I was interested to watch the kerfuffle in England over the past several days over the appearance on the BBC’s premier political talk show, Question Time, of Nick Griffith, leader of the neo-Fascist and overtly racist British National Party. Critics from across the political spectrum have condemned the BBC’s decision to give a far-right party such exposure while the BBC have said it is not their role to censor and if a legally-constituted political party has a fair degree of public support they should be included in the debate, and subjected to fair questioning.
The BNP won two seats in the elections for the European Parliament and have several council seats, including in London where they won over 5% in the Mayoral elections.
A protest was held outside the BBC’s studio during taping on Thursday which resulted in several protesters breaking through police lines and into the BBC’s foyer.
A debate which began prior to airing of Question Time has continued after it, centered around the question of how to best deal with extremism in a democratic society. Is the BNP better ignored or exposed? Is it more effective to protest outside or ask informed pointed questions inside, as the Question Time audience did?
One aspect of this debate, which I’ve largely been reading through the pages of the Guardian newspaper, is how strikingly thoughtful it is. Unlike in America when people talk of fascism the thing they are describing is at least somewhat fascistic. The commentators seem to be geniunely wrestling with hard questions, not simply scoring political or culture war points.
The incident reminded me of a time while I was at university when the deeply unpopular (to university students) Minister for Education visited the campus to give a speech. A decent-sized student protest took place outside the hall he was speaking in. I was one of the protesters and, like most of the others, filed into the hall for the speech itself when the time came. The boos and cat-calls began during the introduction and rose to an impossible volume, accompanied by feet-stomping and chanting, when the Minister himself got up to give his speech. He soon had to abandon the attempt.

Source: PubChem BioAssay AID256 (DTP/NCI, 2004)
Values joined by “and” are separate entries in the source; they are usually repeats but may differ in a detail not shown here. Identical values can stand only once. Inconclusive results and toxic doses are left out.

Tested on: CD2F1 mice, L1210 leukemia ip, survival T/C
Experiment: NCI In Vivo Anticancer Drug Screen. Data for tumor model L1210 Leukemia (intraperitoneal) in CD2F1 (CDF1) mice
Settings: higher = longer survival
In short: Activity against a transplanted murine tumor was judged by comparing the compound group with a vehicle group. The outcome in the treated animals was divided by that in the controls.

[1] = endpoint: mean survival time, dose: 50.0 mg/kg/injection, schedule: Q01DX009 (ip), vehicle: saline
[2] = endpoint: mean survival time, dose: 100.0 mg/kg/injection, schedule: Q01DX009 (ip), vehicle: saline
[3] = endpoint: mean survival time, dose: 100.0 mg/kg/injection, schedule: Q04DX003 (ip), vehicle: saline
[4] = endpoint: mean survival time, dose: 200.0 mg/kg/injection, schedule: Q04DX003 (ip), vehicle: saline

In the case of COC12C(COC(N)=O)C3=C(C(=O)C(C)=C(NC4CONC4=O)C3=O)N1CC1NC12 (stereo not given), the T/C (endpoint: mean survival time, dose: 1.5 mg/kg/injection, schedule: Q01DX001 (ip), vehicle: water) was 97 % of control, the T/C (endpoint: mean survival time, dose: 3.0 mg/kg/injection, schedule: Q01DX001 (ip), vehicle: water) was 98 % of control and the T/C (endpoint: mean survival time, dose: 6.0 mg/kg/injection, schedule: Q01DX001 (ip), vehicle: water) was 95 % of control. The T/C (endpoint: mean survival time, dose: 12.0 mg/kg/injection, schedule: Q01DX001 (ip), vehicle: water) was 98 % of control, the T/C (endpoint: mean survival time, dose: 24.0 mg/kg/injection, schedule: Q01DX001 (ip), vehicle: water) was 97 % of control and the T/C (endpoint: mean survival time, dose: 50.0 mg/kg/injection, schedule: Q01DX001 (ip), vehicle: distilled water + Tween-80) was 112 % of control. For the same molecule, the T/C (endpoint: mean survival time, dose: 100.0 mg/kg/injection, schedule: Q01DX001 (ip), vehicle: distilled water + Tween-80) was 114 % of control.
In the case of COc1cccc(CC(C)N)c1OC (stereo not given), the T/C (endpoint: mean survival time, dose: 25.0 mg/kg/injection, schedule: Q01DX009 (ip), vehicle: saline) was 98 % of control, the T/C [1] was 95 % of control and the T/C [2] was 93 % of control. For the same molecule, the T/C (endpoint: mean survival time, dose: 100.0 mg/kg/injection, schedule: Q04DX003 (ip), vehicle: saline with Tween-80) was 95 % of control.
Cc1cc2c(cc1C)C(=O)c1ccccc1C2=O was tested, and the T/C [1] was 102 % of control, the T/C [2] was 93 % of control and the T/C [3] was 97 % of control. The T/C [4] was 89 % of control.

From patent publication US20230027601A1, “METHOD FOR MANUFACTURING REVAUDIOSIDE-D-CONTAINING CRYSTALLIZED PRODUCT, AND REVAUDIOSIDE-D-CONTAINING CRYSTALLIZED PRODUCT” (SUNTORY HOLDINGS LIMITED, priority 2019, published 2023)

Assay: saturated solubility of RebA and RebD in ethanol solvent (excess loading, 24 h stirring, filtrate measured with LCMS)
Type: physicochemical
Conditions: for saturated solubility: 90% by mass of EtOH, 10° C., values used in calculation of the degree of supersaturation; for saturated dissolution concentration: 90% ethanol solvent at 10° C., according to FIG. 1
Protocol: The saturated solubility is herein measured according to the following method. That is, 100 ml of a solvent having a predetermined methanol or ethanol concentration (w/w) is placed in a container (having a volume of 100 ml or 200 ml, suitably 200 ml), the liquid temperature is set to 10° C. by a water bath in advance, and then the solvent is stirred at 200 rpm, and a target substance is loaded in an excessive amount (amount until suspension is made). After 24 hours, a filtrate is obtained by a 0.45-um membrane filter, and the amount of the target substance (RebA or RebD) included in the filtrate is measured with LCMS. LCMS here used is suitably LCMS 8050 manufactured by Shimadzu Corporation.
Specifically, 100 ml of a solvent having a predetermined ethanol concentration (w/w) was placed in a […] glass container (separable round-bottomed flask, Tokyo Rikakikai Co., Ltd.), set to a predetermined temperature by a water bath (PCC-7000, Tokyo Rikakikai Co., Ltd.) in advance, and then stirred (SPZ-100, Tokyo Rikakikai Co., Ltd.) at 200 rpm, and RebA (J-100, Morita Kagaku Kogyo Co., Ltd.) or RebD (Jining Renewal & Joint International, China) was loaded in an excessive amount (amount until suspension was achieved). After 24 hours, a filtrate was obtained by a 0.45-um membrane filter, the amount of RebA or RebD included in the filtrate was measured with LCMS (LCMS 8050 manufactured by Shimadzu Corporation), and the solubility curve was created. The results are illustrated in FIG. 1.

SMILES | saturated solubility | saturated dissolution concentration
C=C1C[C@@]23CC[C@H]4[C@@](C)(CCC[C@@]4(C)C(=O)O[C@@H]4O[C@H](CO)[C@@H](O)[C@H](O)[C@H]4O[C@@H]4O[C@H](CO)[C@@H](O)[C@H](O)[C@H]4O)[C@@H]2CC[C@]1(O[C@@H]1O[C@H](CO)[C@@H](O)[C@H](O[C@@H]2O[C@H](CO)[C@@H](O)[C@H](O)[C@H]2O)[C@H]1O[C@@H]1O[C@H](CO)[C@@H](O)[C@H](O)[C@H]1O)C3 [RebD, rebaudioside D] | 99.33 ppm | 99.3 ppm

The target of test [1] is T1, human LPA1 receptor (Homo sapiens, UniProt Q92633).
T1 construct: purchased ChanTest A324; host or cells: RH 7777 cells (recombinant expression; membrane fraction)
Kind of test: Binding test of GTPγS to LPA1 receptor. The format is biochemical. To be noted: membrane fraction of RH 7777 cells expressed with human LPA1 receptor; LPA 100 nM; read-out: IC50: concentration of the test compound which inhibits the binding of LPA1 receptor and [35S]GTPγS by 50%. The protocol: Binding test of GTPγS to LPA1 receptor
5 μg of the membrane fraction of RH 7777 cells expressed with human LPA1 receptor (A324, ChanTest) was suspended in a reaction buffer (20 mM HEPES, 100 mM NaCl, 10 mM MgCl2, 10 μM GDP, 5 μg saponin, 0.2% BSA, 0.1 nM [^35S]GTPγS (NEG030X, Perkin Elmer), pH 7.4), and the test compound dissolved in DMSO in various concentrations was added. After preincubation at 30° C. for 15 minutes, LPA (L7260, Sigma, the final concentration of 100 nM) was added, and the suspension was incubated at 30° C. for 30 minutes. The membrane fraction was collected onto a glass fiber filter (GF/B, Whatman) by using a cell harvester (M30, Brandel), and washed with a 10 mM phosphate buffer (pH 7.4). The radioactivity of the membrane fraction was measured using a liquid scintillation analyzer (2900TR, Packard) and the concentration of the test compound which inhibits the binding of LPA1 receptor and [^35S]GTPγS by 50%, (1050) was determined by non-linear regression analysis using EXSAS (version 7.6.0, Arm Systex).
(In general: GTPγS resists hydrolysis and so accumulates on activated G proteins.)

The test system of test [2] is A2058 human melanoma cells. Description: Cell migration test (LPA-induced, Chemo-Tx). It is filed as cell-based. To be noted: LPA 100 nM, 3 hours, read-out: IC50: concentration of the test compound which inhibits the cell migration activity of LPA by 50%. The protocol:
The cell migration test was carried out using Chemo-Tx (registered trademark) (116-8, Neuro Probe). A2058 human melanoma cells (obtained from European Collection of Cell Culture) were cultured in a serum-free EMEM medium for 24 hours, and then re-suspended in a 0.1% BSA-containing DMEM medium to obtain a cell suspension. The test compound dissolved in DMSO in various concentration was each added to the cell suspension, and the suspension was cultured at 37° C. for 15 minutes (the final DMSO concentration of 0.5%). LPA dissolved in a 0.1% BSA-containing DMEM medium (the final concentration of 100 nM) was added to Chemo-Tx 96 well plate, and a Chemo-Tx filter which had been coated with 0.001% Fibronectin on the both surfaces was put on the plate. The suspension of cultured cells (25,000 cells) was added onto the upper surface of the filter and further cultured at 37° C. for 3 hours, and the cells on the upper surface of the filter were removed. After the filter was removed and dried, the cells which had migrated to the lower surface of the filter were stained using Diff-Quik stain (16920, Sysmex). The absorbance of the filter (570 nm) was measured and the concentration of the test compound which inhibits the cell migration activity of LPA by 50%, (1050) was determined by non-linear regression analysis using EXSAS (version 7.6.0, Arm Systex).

I was both saddened and annoyed at the time. Despite my passionate opposition to much the government was doing, and my active participation in the protest prior to the speech, I had wanted to hear what he had to say, and was looking forward to the tough questions I was sure would follow. And I strongly felt, and still do, that actions of this kind present the advocates for your cause, and by extension the cause itself, in a very unfavourable light.
I think all three of these actions – protest, listening, and questioning – are critical and fundamental to a democracy. When protest becomes an alternative to, or is used as a tool to prevent, either listening or genuine questioning, as has been the case with the Tea Party protests at Town Hall meetings (and, on the left, by Code Pink and others), our democracy is diminished but so too is our cause.
I find it hard to believe that anyone is ever convinced by shouting. When people shout at us our reasoning shuts down. We stop listening, because we know that there will be no reciprocity, no dialogue.
The people who most effectively stood in opposition to the vile policies of the BNP were the Question Time audience inside, who exposed these policies through informed questioning, while still giving Nick Griffith his chance to speak, not those who threw themselves at police lines and chanted outside.
Protest is a vital part of free speech and can be an effective political tactic, but when it is used to deny the speech of others it is neither.